China and Hong Kong Real Estate are in Good Shape Despite the Headlines

Recently in Hong Kong this writer can report that Hong Kong maintains its distinctive energy.

If the border remains closed to most non-residents, and is likely to remain so for now, those hotels not minting money from the quarantine business are on a “needs must” basis opting for so-called staycations whereby they offer cheap “all you can eat” deals to local residents who do not want to venture abroad because of the two or, often, three-week quarantine they would face on their return.

The result is crowded hotels with reception areas looking more like the check-in areas of budget airlines and pool areas exhibiting a complete lack of social distancing.

This curiosity aside, Hong Kong remains remarkably normal with land auctions, as ever, a major item in the news.

Henderson Land, one of the territory’s most long-established property developers, agreed on 3 November to pay a record HK$50.8bn (US$6.5bn) for a 50-year land grant for a commercial development on the harbour front of the Central financial district.

Henderson said in a statement that the project, which will comprise two office towers and a multifunctional building close to the harbour, will involve a total investment of HK$63bn (US$8.1bn).

The price paid works out at HK$31,463 per sq ft (US$4,034) which is a major sign of confidence.

The above is a reminder, if it was needed, of the extraordinary and likely continuing resilience of the Hong Kong property market despite all the political turbulence of recent years resulting in the passing of the National Security Law on 30 June 2020, commonly referred to locally as the “NSL”.

The Centa-City Leading Index of apartment prices has risen by 6.1% so far this year, though down 2.3% from the record high reached in early August.

Hong Kong Centa-City Leading Index of apartment prices

Note: Index of apartment prices in 133 residential developments. Source: Centaline Property Agency

Residential property yields also remain positive relative to financing costs even though rents have been falling with the obvious risk, giving the continuing strict quarantine regime, departing expat families at the end of the current school year.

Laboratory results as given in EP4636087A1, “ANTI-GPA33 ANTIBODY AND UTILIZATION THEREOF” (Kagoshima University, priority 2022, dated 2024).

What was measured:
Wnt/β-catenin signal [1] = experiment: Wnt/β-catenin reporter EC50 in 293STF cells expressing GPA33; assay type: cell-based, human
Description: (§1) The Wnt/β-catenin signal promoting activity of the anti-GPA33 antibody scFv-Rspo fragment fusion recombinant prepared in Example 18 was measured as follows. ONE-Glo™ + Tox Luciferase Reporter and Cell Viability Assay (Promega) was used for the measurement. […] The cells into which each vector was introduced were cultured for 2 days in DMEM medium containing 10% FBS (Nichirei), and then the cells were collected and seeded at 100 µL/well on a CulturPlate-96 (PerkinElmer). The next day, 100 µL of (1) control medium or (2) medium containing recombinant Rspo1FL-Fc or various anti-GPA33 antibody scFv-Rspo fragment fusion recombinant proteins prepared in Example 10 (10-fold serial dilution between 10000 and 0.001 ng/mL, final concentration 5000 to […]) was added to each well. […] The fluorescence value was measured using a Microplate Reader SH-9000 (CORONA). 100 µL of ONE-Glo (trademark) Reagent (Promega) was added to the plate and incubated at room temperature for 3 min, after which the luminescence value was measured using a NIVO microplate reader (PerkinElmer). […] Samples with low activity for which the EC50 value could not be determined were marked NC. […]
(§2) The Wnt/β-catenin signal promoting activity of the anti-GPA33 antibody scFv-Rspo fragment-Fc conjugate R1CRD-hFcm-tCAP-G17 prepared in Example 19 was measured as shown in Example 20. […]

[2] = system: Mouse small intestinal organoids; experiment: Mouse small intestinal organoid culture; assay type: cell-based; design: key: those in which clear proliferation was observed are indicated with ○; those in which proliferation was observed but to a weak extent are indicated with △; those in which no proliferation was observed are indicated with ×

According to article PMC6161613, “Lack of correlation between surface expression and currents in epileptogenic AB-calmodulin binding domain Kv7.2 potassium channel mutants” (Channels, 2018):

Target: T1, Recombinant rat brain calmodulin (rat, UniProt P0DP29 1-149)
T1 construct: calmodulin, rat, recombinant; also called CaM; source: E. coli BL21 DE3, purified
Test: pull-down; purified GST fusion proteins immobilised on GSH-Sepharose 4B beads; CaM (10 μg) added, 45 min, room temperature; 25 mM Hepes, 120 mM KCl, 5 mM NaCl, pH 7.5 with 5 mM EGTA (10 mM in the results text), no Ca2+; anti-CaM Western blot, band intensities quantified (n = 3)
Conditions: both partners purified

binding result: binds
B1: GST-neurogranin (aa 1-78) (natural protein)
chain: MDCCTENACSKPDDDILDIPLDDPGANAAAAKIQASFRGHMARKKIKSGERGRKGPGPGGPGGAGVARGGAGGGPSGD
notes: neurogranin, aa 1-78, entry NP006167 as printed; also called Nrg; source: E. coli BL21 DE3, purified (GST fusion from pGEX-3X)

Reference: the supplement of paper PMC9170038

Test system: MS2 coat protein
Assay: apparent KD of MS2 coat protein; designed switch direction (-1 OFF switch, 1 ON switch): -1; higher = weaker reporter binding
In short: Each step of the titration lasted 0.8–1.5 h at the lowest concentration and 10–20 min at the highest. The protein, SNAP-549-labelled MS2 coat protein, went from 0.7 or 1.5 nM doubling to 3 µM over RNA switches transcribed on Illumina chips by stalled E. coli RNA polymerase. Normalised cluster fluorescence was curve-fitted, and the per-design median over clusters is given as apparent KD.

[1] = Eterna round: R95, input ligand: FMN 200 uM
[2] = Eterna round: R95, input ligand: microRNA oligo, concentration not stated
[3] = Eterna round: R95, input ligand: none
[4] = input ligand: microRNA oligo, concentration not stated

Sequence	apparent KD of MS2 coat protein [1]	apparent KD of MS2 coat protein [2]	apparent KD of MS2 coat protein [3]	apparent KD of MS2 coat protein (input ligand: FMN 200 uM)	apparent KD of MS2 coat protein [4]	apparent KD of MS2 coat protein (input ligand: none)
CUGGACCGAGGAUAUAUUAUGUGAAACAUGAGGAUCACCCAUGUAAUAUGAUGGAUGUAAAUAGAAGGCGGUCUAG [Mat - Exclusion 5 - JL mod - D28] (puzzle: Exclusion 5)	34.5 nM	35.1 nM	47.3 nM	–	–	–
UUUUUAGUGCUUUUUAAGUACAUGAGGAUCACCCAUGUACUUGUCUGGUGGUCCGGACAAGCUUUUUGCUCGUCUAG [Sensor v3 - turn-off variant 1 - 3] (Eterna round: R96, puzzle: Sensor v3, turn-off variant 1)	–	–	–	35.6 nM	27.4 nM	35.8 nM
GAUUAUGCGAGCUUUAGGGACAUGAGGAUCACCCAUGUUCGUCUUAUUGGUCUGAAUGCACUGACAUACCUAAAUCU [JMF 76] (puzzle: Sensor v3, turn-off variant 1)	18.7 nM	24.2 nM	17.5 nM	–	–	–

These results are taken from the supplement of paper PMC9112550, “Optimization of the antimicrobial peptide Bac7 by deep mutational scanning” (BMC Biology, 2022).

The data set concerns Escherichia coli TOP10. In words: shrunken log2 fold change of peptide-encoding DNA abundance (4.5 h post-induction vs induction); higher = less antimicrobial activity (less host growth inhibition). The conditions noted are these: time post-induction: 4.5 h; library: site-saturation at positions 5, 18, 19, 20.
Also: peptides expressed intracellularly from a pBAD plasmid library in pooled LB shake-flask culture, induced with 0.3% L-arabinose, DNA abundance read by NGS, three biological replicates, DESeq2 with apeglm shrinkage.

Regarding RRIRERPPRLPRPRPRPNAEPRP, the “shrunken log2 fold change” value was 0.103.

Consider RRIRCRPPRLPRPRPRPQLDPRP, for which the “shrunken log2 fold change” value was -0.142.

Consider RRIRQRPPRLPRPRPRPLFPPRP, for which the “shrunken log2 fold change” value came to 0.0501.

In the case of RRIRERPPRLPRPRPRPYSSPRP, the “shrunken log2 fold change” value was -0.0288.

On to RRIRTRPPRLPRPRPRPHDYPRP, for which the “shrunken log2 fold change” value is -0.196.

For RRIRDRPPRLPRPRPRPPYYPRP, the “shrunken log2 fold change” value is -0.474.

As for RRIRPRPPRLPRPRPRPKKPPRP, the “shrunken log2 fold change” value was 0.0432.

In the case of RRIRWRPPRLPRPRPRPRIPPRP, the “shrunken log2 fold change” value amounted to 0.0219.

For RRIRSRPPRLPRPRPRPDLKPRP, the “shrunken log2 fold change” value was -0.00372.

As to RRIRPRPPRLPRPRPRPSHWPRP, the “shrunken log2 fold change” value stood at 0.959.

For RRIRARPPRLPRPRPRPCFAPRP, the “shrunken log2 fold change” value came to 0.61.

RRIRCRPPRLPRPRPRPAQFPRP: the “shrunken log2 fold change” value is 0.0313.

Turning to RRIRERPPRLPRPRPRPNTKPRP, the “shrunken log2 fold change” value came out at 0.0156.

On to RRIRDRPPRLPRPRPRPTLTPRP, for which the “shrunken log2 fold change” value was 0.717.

Residential property yields are running at 2.4%, compared with mortgage rates of around 1.4%.

There are about 300,000-400,000 expats in Hong Kong, excluding domestic helpers, accounting for about 4-5% of the population.

That said, many more mainland Chinese can be expected to move to the territory when the border is reopened even if there is a mass expat exodus.

They will, ironically, be more confident about buying property because Beijing is now in charge. Meanwhile, the Centa-City Rental Index of residential properties has declined by 8.5% since August 2019, though it is up 5.2% from the recent low reached in February.

It, therefore, looks like residential rents have already bottomed.

Hong Kong Centa-City Rental Index of residential properties

Source: Centaline Property Agency

This means that the main risk, aside from the obvious one of higher US interest rates and therefore higher Hong Kong dollar rates given the US dollar currency peg, is a surge in residential supply triggered by Beijing’s desire to do something about affordability in the territory.

In this respect, mainland officials in Hong Kong recently made public comments about the “shocking” living conditions in the territory.

Thus, Luo Huining, the head of the Liaison Office of the Central People’s Government in Hong Kong, said in late September that he was saddened by the “cage house” living conditions in Hong Kong and that housing has become Hong Kong’s “largest well-being” issue.

Still, Beijing will likely implement any major changes to land policy on a highly incremental basis.

For it surely does not wish to trigger a collapse in prices which would undermine the goodwill of the 50% of the Hong Kong households who own their own residence.

On the subject of land prices, CY Leung, former Hong Kong Chief Executive and now a vice-chairman of the National Committee of the Chinese People’s Political Consultative Conference, told Reuters in September: “They (property tycoons) are a major component of our political and economic ecosystem, so we need to be careful … and not throw the baby out with the bathwater” (see Reuters article: “With tighter grip, Beijing sends message to Hong Kong tycoons: fall in line”, 17 September 2021).

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It also remains the case that, for all the talk of unaffordable housing and the lack of supply being a trigger for the 2019 street riots in Hong Kong, the reality is that a not insignificant percentage of the population chose to live in government subsidised housing because it is so cheap.